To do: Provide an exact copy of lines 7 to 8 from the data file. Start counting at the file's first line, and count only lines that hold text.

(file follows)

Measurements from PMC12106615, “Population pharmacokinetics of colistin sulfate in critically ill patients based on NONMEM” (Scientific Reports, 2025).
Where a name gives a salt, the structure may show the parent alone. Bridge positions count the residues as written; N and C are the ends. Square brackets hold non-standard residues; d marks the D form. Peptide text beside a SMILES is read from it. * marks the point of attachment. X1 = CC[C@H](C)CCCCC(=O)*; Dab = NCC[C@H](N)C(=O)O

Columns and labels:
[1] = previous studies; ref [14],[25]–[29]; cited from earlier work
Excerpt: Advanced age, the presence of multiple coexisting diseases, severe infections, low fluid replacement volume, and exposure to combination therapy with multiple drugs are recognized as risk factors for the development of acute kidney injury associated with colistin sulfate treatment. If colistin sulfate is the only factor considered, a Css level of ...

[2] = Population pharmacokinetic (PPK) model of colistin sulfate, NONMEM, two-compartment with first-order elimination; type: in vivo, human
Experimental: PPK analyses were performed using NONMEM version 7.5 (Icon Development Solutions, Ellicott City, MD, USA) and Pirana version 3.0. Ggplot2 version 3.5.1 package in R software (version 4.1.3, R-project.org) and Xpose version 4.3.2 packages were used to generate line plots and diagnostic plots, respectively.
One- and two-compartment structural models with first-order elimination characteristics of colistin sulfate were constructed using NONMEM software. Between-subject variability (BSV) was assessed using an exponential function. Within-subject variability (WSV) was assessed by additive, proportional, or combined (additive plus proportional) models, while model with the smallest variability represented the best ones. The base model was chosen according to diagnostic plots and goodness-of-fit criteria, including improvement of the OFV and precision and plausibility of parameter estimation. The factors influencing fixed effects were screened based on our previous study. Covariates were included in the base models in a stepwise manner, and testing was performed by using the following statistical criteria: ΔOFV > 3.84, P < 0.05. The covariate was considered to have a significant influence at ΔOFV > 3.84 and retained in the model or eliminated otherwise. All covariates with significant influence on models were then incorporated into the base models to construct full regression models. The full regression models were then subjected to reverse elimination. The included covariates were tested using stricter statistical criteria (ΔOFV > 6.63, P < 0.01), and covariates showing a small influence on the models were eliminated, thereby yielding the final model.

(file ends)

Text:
Experimental: PPK analyses were performed using NONMEM version 7.5 (Icon Development Solutions, Ellicott City, MD, USA) and Pirana version 3.0. Ggplot2 version 3.5.1 package in R software (version 4.1.3, R-project.org) and Xpose version 4.3.2 packages were used to generate line plots and diagnostic plots, respectively.
One- and two-compartment structural models with first-order elimination characteristics of colistin sulfate were constructed using NONMEM software. Between-subject variability (BSV) was assessed using an exponential function. Within-subject variability (WSV) was assessed by additive, proportional, or combined (additive plus proportional) models, while model with the smallest variability represented the best ones. The base model was chosen according to diagnostic plots and goodness-of-fit criteria, including improvement of the OFV and precision and plausibility of parameter estimation. The factors influencing fixed effects were screened based on our previous study. Covariates were included in the base models in a stepwise manner, and testing was performed by using the following statistical criteria: ΔOFV > 3.84, P < 0.05. The covariate was considered to have a significant influence at ΔOFV > 3.84 and retained in the model or eliminated otherwise. All covariates with significant influence on models were then incorporated into the base models to construct full regression models. The full regression models were then subjected to reverse elimination. The included covariates were tested using stricter statistical criteria (ΔOFV > 6.63, P < 0.01), and covariates showing a small influence on the models were eliminated, thereby yielding the final model.